The show was organized by Art Next Gallery in collaboration with Artfira Gallery. Art Next Gallery is dedicated to creating an East-West discourse by spotlighting the greatest artistic talents ascending across Asia and emerging here in New York. By featuring both emerging and established artists from Beijing, Shanghai, Seoul, Tokyo, and New York, Art Next offers the Chelsea gallery community a unique confluence of cross-cultural vitality, shifting perspectives, and the newest voices of artistic identity. Art Next Gallery, located in the heart of Chelsea, functions as a gallery and event venue for artists, auctions, and various private events.


Over the Wall exhibition is curated by David Rong and Alex Demko.

A catalogue in English and Chinese will accompany the exhibition.

To view the catalogue click here:

Over The Wall Catalogue


Curated by David Rong and Alex Demko

Honorary Curator:  Mikhail Sergeyevich Gorbachev


Participating artists:

Alexander Melamid (1945)

Marc Ecko (1972)

Anton Skorubsky Kandinsky (1960)

Ilya Chichkan (1967, Ukraine)

Alexander Roitburd (1961, Ukraine)

Yuri Solomko (1962, Ukraine)

Alexey Salmanov (1976, Russia)

Youriy Balashov (1964, Russia)

Ai Weiwei (1957, China)

Zheng Lianjie (1962, China)

Zhang Hongtu (1943, China)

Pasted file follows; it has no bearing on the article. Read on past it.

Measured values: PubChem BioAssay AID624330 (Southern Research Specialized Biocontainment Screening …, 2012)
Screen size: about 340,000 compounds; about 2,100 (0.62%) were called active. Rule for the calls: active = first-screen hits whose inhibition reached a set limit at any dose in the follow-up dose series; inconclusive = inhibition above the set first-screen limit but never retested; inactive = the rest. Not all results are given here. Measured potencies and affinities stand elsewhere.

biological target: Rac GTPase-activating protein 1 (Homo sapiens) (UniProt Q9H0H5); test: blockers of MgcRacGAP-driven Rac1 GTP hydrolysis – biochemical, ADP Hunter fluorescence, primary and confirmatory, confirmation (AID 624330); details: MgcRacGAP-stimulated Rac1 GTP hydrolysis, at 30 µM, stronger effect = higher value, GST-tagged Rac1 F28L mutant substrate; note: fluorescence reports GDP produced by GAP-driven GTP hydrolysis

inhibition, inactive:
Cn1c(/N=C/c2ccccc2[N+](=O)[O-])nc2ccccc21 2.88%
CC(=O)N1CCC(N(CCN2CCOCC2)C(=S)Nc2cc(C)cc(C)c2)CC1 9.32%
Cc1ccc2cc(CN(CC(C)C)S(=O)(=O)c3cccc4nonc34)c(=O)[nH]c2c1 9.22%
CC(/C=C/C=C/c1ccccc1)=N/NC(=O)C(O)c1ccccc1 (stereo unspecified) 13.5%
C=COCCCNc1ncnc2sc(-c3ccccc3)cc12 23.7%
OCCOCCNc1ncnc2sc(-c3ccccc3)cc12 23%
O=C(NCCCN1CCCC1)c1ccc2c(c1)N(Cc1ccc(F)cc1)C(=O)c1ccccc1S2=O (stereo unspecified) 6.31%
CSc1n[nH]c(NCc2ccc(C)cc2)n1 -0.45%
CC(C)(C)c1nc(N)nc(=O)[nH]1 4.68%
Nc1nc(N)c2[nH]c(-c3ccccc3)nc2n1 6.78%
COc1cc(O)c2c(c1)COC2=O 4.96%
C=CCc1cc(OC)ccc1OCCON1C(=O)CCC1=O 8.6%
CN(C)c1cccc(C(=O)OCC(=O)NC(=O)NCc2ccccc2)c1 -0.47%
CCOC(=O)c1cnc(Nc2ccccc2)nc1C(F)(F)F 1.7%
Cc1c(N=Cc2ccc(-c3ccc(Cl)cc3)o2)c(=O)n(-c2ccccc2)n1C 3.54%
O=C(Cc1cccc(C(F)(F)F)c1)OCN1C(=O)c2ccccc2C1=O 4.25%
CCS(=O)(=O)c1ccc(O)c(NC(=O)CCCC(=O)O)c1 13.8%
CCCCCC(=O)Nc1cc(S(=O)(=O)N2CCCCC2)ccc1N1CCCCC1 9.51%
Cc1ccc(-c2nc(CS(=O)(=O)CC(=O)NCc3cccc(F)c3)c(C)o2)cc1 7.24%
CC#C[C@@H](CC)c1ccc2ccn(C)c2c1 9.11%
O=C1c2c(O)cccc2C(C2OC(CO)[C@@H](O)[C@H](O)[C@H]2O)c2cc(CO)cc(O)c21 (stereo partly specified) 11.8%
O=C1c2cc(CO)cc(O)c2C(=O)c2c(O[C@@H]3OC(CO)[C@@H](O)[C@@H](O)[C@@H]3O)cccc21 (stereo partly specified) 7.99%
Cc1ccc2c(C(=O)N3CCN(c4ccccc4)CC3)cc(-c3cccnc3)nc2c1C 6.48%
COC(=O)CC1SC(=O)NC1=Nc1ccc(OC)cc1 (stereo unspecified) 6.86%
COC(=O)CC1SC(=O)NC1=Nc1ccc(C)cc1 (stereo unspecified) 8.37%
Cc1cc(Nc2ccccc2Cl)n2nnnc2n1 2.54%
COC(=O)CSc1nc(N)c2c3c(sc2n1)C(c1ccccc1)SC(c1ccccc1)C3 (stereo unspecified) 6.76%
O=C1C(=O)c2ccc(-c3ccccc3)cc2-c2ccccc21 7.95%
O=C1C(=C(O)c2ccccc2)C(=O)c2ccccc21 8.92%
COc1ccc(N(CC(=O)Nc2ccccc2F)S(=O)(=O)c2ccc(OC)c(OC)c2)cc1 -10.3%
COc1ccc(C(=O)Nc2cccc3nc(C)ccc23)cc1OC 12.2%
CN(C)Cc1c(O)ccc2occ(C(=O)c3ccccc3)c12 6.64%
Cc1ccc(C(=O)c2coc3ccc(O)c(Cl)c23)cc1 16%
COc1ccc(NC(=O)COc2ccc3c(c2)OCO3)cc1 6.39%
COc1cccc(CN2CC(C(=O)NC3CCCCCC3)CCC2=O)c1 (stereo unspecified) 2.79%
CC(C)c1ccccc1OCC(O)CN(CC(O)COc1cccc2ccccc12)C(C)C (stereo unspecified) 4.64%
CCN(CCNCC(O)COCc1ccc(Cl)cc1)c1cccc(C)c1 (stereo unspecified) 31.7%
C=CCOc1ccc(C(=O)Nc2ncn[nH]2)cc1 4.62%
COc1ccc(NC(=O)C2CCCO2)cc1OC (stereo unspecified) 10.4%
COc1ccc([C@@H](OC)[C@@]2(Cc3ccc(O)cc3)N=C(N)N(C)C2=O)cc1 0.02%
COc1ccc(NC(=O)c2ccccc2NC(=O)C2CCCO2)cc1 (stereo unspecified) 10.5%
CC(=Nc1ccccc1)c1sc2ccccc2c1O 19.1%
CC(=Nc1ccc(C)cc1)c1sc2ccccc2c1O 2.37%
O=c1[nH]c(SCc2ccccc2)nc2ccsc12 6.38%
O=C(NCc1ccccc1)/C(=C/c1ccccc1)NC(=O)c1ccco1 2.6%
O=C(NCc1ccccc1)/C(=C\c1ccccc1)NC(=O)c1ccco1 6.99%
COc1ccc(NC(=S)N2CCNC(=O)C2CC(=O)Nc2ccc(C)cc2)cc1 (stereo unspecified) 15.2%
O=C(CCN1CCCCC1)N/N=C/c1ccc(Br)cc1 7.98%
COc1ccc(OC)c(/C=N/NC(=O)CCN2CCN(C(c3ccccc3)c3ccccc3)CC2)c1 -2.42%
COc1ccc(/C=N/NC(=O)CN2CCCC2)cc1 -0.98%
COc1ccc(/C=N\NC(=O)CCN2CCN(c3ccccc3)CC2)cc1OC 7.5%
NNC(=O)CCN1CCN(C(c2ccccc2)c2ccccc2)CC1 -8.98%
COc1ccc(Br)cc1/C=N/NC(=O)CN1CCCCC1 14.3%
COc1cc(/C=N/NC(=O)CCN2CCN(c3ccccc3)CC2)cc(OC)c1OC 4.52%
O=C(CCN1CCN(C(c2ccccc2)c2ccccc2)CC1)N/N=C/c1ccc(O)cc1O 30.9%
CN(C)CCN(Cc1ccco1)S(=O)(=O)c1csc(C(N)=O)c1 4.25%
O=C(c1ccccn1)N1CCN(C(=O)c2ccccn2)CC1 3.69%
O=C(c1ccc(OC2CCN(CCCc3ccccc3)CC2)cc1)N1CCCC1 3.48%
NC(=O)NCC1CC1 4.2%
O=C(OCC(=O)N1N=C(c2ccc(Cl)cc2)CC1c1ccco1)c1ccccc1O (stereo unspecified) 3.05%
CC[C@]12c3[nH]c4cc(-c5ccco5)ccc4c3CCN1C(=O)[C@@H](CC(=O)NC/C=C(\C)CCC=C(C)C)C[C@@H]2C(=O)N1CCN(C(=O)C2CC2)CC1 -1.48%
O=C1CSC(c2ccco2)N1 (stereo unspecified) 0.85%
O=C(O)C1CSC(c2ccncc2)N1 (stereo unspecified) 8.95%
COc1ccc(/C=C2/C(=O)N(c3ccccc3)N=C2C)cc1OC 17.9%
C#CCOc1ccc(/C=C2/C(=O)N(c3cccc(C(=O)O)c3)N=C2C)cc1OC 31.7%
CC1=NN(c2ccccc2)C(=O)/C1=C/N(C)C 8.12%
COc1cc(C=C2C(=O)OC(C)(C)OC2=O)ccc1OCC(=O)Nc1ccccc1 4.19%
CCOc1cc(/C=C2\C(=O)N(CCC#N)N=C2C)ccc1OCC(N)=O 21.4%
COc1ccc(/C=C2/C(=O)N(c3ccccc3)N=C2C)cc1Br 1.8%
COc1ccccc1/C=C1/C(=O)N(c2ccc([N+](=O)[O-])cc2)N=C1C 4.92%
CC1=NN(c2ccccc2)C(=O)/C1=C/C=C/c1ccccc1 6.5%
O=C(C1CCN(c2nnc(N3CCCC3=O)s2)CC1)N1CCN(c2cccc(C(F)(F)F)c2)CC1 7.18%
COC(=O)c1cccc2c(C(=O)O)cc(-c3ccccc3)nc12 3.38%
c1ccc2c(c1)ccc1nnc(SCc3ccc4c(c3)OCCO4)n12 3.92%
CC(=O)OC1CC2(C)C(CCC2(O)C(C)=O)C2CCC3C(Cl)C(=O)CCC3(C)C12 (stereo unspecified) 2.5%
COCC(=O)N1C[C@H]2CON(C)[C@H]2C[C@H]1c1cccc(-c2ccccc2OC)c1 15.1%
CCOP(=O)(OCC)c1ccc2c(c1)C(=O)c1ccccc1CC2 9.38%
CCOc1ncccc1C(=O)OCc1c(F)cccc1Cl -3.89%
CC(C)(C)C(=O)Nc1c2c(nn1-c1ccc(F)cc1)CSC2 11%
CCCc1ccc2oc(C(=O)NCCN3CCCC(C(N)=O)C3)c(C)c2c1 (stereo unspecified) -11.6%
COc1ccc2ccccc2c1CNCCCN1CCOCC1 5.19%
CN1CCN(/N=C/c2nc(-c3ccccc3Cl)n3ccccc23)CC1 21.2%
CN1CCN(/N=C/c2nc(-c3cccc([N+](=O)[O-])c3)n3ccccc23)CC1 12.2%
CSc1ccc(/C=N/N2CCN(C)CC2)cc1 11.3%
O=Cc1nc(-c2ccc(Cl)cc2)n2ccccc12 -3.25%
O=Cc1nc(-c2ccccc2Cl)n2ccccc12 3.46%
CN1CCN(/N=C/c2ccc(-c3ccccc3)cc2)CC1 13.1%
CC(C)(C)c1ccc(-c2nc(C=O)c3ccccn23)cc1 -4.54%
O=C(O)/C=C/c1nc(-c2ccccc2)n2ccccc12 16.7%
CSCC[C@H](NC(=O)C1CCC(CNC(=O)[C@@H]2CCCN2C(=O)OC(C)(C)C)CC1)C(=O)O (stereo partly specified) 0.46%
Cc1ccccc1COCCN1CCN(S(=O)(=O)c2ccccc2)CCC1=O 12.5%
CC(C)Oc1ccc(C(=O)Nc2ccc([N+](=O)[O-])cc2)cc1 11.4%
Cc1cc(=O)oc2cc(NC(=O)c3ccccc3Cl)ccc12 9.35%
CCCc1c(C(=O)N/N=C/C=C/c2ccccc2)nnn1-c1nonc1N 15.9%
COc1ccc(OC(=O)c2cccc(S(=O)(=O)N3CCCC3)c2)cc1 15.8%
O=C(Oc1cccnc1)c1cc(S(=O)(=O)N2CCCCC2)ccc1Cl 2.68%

Zhang Dali (1963, China)

Ji Shengli (1967, China)

Chen Weiming (1956, China)

Lorenz Haarmann (1968, Germany)

Robert Bery (1953, Israel)


November 06 2005
November 30 2005

The Ukrainian Institute of America, New York



With the suspense and uncertainty of the “Orange Revolution” that swept Ukraine last year looming as a backdrop Walter Hoydysh, Vice President and Program Director of New York’s Ukrainian Institute of America, pressed ahead with plans for completion o an international portfolio of intaglio prints titled “MADE IN KYIV – MADE IN NEW YORK”. The collection, commissioned by the D. Hoydysh Endowment of the Arts, will be debuted this fall at the Institute’s Fifth Avenue galleries during the month of November. This exhibition is timed to coincide with The International Fine Art Print Dealer Association’s Fine Art Print Week in New York City. The planned world tour of the portfolio will culminate with a closing exhibition and celebration in Kyiv during May 2006.

Alex Demko, programs coordinator at the Ukrainian Institute of America, initiated the project some two years ago by contacting Stephen A. Fredericks of the well-known artist print makers group The New York Society of Etchers.


Ukrainian artist contributions to the portfolio come from Oleh Denysenko, Konstyantyn Kalynovych, Kostiantyn Antiuhin, Sergiy Ivanov, and Sergiy Hrapov. The New Yorkers contributing to the project are Stephen A. Fredericks, Andry P. Hoogenboom, Denise Kasof, Steven Walker and Tom B. White.


The prints have been published in an edition of 60. The American prints were pulled on radiant white Somerset paper, and the Ukrainian prints on a crème toned Hahmenuhle printmaker’s paper. Each of the prints measures 11” x 15” to the outside margin with varying plate sizes. Oleh Denysenko, in addition to his print, designed the exclusive presentation folios.


The portfolio “MADE IN KYIV – MADE IN NEW YORK” will be on exhibit at the Ukrainian Institute of America from November 6 – 30th 2005.

October 22 2004
November 14 2004

The Ukrainian Institute of America, New York

Alexis Gritchenko (1883-1977) Travels in Europe From Cubism to Expressionism